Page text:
Sportsbooks Need To Step Up Their Customer Service Game

Having a strong customer service arm can go a long way in a hyper-competitive industry
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When a consumer has numerous options for a very similar product – especially one that’s being offered online only and geography doesn’t come into play – there are really only two key differentiators: price and customer experience.

And when it comes to sports betting, price rarely filters into the conversation for the vast majority of bettors. Sure, there are the pros and sharps who have 20-odd sportsbook apps downloaded on their phones and spend a few minutes on various sites trying to find the best lines, but again: The vast majority of people who are betting aren’t price shopping to get that -107 line instead of -110.

Which brings us to customer experience. How easy is the site to navigate? How easy is it to place a wager? How easy is it to sign up? How easy is it to …

“Please hold for the next available representative” is what I heard in regular intervals when I called a sportsbook that will remain nameless. Why nameless? Because this isn’t about slamming individual sportsbooks when it comes to customer service, mostly because in my experience, they are all equally terrible in their own ways — except for DraftKings, which is pretty awesome, and which we’ll discuss in a moment. 

But yes: It was midday, midweek, and I wanted to reverse a casino bonus on my account so I could withdraw funds. And it took well over 30 minutes to even begin the process.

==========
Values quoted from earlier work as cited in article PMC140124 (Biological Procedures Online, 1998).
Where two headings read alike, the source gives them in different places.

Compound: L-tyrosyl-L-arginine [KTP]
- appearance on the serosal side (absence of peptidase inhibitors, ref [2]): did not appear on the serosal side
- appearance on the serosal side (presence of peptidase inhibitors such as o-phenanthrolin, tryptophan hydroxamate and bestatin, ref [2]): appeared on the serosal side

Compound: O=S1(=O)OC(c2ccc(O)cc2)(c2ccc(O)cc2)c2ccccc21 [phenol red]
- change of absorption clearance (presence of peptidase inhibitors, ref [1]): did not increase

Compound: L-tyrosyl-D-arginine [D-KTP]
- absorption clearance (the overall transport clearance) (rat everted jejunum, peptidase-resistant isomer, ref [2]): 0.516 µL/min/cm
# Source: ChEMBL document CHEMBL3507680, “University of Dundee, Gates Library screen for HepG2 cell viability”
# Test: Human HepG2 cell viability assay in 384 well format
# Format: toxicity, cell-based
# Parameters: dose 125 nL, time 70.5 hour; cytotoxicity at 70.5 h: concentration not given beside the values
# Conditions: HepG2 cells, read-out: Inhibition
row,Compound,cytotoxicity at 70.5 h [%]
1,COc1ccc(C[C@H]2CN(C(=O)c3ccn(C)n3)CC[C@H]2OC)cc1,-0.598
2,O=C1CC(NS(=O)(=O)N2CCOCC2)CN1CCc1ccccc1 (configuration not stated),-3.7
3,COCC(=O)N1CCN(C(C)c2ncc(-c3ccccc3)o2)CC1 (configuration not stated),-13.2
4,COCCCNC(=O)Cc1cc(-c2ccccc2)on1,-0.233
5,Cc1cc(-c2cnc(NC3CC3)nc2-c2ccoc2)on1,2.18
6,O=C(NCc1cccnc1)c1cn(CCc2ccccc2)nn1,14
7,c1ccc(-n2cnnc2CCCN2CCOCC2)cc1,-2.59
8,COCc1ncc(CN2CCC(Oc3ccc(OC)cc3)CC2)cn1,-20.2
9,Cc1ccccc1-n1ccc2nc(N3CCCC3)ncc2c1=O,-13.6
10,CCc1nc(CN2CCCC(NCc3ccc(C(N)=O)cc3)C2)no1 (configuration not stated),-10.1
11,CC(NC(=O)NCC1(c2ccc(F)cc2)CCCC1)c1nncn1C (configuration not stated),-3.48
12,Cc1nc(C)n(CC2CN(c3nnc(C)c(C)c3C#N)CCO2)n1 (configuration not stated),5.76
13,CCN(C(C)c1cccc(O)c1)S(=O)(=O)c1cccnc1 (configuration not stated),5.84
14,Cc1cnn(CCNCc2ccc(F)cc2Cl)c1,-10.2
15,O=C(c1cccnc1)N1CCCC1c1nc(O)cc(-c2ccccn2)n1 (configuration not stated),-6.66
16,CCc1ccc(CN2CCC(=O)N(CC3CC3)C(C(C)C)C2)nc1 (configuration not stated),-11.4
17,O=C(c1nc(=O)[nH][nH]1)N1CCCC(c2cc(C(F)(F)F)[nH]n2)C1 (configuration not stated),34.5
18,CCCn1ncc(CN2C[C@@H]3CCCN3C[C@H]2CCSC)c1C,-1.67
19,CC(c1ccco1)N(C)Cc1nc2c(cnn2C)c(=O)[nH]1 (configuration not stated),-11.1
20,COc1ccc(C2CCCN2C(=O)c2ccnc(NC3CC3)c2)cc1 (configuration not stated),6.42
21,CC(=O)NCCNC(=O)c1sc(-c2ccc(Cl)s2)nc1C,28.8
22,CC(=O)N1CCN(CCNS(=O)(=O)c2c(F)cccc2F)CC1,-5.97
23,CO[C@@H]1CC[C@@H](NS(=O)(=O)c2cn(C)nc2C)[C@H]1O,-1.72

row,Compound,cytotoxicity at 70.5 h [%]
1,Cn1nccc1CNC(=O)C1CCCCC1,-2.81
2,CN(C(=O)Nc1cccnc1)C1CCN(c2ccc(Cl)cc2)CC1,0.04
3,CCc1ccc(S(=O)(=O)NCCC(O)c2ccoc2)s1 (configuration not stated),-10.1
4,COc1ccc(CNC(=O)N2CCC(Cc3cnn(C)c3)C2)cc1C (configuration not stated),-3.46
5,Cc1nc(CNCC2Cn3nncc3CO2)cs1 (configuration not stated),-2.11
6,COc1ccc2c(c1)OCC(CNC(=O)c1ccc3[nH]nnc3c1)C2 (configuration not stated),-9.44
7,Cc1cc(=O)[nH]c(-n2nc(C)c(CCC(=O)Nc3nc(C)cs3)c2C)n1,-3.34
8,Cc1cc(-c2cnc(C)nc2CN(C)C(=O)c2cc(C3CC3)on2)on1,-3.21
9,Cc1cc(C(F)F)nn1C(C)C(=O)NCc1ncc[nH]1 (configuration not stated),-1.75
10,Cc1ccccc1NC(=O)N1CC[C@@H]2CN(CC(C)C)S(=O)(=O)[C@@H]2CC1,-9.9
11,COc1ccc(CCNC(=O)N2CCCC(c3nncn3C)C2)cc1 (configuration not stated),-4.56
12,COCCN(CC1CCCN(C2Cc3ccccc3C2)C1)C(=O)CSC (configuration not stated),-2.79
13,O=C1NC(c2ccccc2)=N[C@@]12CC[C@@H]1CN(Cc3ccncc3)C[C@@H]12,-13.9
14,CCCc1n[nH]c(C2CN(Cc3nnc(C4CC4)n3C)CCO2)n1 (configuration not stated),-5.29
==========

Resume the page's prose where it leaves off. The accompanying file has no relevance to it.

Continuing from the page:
Let me tell you something: When I want my money, I don’t want to wait half a Succession episode to get someone on the phone.

For the record: While waiting on hold, I also went to the sportsbook’s live chat. They never got to me there. I kept the window open for over an hour before I gave up.

The Disney experience

My then-2-year-old daughter peed on me before the curtain opened on For the First Time in Forever: A Frozen Sing-Along Celebration at Hollywood Studios in Disney World. She was sitting on my lap, fidgeting with her diaper, and next thing you know, she was peeing on me. She is my third kid and this wasn’t the first time I’d been peed on. Not a big deal — I was wholly unperturbed by the situation.

What I did do, however, was straight out of Dad 101: I passed her off to my wife, who was sitting at the end of the row, in between were our other children. I asked my wife for some wipes so I could at least half-heartedly clean both myself and the seat my daughter soiled.

“Oh, don’t worry about it,” said a Disney employee standing behind me. She was middle-aged, wearing a uniform, and clearly there to help people find their seats.

I stammered out something like, “Well, I have to,” and she just waved me off, saying it happens all the time and she’ll make sure it gets cleaned, etc.

And that was that. I moved over one seat, the show started, and I was just happy to be sitting in an air-conditioned theater in Orlando in August, never mind the pee. Ten minutes later, my wife gets my attention. Another Disney employee is speaking with her. I’m being asked what my size is. I legitimately have zero idea what’s happening. I respond, “Medium? Large? I don’t know.”

Five minutes after that, the employee returned with a new pair of shorts for me, a new dress for my daughter, and a six-pack of kids’ underwear for my daughter “when she’s ready.” It was over $100 worth of merchandise. It wasn’t like Goofy peed on my leg. Disney Inc. had zero culpability here. They just saw one of their customers was unhappy, and they decided to fix it.

Later in that vacation, I told the story to a college-aged busboy at Pecos Bill Tall Tale Inn and Cafe – I’m a talker, whaddya want – and he told me even he is allowed to “make things right” as he sees fit, up to a point.